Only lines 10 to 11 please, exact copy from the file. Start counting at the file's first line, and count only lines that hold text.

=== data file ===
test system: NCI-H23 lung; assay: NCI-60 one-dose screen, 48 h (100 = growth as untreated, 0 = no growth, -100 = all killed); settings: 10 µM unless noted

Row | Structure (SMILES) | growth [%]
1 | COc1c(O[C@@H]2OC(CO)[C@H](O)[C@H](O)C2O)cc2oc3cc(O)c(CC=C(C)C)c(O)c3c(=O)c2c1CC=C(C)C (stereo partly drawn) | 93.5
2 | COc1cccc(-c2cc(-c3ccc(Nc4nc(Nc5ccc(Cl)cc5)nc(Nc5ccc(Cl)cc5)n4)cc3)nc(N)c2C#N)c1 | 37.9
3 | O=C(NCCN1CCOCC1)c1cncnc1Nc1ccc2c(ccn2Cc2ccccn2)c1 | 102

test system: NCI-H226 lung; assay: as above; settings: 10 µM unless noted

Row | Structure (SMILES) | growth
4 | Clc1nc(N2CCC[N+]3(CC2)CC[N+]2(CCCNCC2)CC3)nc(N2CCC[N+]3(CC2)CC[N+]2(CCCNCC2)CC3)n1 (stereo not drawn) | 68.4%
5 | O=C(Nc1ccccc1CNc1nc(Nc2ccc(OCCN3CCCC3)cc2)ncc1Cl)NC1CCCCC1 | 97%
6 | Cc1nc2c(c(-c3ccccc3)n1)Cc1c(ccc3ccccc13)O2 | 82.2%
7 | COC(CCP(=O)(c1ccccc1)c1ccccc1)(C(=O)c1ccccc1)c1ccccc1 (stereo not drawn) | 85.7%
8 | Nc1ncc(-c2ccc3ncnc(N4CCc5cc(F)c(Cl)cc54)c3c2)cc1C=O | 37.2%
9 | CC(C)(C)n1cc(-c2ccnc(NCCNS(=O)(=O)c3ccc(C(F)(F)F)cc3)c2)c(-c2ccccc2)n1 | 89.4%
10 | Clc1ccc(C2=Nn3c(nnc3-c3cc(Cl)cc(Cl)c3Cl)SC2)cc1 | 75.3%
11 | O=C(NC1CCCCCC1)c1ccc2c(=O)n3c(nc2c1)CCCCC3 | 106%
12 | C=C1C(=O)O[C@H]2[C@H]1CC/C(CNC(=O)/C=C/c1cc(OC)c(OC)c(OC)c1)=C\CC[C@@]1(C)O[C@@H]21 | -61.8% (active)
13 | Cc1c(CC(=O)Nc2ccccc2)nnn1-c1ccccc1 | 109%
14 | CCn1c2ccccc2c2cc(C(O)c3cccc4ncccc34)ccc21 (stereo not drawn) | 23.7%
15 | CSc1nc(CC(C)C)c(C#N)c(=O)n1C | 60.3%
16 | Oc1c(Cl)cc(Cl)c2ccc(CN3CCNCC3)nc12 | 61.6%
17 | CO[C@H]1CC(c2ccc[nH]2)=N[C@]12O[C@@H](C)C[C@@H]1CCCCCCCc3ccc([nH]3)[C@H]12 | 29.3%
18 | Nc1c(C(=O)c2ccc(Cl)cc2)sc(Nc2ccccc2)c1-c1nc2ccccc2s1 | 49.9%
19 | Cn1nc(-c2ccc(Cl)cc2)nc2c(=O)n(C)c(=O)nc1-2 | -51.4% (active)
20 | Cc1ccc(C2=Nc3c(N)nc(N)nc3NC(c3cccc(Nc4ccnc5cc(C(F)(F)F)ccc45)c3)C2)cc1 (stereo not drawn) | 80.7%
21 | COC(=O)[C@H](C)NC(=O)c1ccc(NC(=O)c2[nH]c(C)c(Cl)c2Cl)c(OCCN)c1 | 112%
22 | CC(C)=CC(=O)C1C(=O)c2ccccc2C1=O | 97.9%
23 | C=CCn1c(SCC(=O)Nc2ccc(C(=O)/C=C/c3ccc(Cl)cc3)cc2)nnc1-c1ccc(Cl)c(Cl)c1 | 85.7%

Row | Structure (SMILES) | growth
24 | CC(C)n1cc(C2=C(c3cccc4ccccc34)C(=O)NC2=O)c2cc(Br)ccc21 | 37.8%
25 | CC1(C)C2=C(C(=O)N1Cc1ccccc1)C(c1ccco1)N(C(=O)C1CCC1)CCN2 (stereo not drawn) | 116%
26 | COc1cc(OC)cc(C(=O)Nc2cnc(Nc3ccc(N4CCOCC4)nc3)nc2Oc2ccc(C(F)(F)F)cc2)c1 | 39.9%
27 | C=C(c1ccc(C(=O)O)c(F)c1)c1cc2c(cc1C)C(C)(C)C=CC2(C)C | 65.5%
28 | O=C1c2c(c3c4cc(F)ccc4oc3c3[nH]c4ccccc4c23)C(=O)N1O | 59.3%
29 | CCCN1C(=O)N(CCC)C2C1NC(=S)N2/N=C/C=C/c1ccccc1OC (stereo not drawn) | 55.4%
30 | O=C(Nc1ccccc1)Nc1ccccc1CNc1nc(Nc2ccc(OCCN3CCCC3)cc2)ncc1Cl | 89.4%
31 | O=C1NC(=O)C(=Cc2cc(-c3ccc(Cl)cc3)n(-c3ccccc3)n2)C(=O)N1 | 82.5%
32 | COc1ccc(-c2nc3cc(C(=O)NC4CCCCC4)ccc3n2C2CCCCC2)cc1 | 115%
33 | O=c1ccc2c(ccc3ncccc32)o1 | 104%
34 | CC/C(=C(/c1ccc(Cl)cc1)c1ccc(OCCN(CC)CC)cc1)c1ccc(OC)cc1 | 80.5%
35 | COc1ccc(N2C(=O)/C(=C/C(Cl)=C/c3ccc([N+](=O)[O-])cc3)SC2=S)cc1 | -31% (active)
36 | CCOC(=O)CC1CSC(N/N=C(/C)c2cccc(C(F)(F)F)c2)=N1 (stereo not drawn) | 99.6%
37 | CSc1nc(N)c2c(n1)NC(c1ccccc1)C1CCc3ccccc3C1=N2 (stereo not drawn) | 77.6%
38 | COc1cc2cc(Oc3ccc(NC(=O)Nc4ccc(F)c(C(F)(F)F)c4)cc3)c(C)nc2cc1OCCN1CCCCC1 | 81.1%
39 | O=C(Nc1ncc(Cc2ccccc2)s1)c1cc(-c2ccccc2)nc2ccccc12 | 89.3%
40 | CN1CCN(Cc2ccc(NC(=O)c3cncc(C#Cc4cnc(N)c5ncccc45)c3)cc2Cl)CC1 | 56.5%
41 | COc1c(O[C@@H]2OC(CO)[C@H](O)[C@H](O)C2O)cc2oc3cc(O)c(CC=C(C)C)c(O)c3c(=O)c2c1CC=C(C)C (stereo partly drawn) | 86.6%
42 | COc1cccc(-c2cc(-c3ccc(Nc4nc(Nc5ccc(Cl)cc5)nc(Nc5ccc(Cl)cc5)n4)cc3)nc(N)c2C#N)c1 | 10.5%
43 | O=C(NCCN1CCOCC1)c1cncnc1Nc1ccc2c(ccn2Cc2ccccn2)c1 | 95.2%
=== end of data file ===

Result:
6 | Cc1nc2c(c(-c3ccccc3)n1)Cc1c(ccc3ccccc13)O2 | 82.2%
7 | COC(CCP(=O)(c1ccccc1)c1ccccc1)(C(=O)c1ccccc1)c1ccccc1 (stereo not drawn) | 85.7%